DeCock: Ex-Cane Vrbata recalls different era


— It feels now as if Radim Vrbata was around here a lot longer than he actually was, at least in terms of games he actually played for the Carolina Hurricanes.

From the hype surrounding his acquisition at the trade deadline in 2003 to the year lost to the lockout, to his departure midway through the Stanley Cup season, Vrbata's tenure with the Hurricanes spanned 32 months, but he played only one full season here.

"It seems a lot longer than it actually was. It seems like a long time ago," Vrbata said Wednesday. "It was my first trade, so everything was new and totally different from what I knew in Colorado. It's an experience you take with you and use it later in your career."

Ray Whitney's return to the RBC Center captured most of the fan interest when the Phoenix Coyotes visited Wednesday night - and Whitney delivered, with the game's opening goal and the key assist on the game-winner in a 4-3 win - but Vrbata's appearance recalled memories of a different era in the team's history.

When he arrived in a deadline deal for the popular Bates Battaglia, the 21-year-old Vrbata was heralded as a natural goal-scorer. Now the 30-year-old Vrbata is at a point in his career where he's living up to those expectations.

Bigger and stronger than he was with the Hurricanes, Vrbata is thriving. After scoring 24 and 19 goals in the previous two seasons, he has 16 in only 34 games for the Coyotes this year. He's second on the team in shots and third among forwards in ice time.

There's something about Phoenix that fits Vrbata's game. After he was squeezed out of the Carolina lineup in the fall of 2005 - he was a healthy scratch in 21 of the Hurricanes' first 37 games - he spent a year and a half with the Chicago Blackhawks before he landed in Phoenix.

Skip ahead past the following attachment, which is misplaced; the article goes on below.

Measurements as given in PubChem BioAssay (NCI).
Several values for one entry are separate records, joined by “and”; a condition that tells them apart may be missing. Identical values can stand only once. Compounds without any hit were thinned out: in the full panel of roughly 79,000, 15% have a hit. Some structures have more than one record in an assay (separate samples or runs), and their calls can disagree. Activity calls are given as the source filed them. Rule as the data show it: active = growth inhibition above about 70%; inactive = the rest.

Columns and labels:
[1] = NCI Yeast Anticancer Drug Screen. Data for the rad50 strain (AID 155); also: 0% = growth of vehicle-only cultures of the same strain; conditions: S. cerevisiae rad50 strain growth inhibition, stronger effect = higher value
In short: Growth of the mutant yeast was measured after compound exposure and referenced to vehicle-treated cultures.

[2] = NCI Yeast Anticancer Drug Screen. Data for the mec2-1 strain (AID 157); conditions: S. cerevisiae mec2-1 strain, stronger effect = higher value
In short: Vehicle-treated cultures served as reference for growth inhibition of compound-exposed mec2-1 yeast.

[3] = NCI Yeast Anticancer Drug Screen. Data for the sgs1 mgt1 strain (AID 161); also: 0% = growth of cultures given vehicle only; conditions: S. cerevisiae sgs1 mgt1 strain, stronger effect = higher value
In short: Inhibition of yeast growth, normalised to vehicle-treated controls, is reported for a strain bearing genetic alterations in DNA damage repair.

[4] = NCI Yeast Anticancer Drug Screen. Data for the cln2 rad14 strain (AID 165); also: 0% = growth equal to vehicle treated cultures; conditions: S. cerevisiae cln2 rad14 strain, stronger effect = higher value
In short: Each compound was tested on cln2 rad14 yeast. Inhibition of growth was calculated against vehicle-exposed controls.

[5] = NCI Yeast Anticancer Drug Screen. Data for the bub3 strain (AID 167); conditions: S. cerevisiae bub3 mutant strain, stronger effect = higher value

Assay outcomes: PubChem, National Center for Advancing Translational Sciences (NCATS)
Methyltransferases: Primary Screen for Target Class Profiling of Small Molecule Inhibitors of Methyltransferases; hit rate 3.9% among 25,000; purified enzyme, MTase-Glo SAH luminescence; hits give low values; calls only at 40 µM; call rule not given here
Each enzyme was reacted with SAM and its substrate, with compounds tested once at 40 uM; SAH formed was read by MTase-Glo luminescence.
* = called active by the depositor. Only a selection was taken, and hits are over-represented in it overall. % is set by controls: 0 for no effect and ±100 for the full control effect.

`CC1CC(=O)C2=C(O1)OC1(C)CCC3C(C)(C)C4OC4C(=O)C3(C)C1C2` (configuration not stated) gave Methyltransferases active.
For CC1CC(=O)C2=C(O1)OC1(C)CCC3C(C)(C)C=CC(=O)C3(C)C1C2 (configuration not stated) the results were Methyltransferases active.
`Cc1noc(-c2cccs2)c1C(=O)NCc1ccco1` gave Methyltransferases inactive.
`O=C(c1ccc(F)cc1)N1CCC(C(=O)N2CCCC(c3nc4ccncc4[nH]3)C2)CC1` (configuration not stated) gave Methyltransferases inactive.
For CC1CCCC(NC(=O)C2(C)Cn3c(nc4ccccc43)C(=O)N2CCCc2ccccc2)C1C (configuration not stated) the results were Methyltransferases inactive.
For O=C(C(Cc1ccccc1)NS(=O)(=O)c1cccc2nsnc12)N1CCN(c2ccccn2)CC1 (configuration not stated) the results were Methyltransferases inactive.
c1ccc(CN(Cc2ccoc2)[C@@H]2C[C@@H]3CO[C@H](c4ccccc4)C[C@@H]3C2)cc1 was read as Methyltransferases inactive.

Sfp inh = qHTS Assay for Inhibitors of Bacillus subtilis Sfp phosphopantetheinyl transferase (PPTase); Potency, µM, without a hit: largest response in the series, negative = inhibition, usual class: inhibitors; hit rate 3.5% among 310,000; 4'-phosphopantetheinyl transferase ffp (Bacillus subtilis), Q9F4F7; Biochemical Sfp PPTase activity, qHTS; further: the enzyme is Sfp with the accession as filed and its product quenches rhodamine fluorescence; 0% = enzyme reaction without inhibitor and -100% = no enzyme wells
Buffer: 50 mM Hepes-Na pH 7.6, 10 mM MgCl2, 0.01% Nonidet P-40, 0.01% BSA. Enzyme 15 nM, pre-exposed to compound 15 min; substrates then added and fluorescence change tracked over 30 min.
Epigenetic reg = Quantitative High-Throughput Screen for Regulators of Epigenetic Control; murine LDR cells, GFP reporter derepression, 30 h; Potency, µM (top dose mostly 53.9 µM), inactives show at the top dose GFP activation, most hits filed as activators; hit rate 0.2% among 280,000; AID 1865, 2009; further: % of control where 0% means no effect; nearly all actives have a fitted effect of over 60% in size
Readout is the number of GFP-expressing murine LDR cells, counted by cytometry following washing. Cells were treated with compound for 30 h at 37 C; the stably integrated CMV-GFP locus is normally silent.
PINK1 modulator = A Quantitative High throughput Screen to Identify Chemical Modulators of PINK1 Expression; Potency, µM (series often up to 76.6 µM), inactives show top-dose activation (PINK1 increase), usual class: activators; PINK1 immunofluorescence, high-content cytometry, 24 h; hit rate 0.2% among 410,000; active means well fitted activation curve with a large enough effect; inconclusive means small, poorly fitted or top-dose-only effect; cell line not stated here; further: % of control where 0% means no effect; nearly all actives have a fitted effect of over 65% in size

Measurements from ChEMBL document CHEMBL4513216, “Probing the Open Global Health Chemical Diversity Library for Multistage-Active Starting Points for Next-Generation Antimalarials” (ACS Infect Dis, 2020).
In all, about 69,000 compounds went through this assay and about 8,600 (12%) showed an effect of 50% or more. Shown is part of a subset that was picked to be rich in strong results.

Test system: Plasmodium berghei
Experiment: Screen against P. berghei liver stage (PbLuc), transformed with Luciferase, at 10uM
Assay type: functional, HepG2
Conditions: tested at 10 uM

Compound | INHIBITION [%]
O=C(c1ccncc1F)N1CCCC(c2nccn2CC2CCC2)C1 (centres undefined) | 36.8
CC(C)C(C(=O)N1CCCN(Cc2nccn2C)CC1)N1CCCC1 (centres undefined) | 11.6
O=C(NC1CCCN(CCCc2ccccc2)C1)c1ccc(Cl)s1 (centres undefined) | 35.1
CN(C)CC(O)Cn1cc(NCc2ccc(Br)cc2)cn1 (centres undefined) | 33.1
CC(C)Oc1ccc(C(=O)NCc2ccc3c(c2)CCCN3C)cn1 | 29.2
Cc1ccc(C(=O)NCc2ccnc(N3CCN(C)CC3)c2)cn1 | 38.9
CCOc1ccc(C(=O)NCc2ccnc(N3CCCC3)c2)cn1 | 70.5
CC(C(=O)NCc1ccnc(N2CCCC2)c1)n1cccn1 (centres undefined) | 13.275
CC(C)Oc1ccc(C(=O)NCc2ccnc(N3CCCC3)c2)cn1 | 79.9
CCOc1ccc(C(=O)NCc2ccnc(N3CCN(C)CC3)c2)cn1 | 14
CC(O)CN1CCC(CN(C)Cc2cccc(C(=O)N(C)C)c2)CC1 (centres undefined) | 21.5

Vrbata scored a career-high 27 goals for the Coyotes in 2007-08, then turned around and signed a big-money free-agent deal with the Tampa Bay Lightning. He was one of many players caught up in that disaster, when dysfunctional ownership and incompetent management sent the Lightning into a two-season spin.

Vrbata lasted only three months in Tampa before his on-ice struggles and off-ice family health issues conspired to send him back to his native Czech Republic for the rest of the season. Traded back to Phoenix the next summer, he picked up where he left off with the Coyotes.

"Since that first year, when I got traded there, it just seems like a good fit for me," Vrbata said. "That first year under Wayne (Gretzky), everything clicked. We had a young team and I had the opportunity to play a lot. For the first time, I played my game. Nobody was changing my style."

It's exactly what the Hurricanes saw in Vrbata almost a decade ago. Vrbata still savors his memories of playing with Ron Francis and the late Josef Vasicek. He remembers the family atmosphere here. And he credits his experience with the Hurricanes for some of the success he's having now. "I take it as learning," Vrbata said. "Even though you're a healthy scratch or something, you have to look at what you can improve in your game or learn from your mistakes or stuff you don't do well. That's the key."


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